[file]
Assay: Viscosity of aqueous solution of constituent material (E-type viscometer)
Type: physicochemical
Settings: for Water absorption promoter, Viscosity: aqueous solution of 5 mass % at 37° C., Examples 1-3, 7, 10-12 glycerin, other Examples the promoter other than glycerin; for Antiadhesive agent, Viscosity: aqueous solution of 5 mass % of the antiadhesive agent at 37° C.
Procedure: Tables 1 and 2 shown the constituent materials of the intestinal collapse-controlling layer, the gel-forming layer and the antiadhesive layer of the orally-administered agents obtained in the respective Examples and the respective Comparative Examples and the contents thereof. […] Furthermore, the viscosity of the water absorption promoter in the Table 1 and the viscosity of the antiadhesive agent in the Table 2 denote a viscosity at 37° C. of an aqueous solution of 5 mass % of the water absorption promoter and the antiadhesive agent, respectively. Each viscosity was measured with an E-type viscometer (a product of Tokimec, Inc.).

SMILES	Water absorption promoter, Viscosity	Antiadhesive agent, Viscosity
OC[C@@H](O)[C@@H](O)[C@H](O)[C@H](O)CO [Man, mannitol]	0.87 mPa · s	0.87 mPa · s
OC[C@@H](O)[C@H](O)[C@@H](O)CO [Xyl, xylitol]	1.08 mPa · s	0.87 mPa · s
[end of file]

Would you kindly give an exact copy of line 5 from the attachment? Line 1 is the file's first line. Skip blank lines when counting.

SMILES	Water absorption promoter, Viscosity	Antiadhesive agent, Viscosity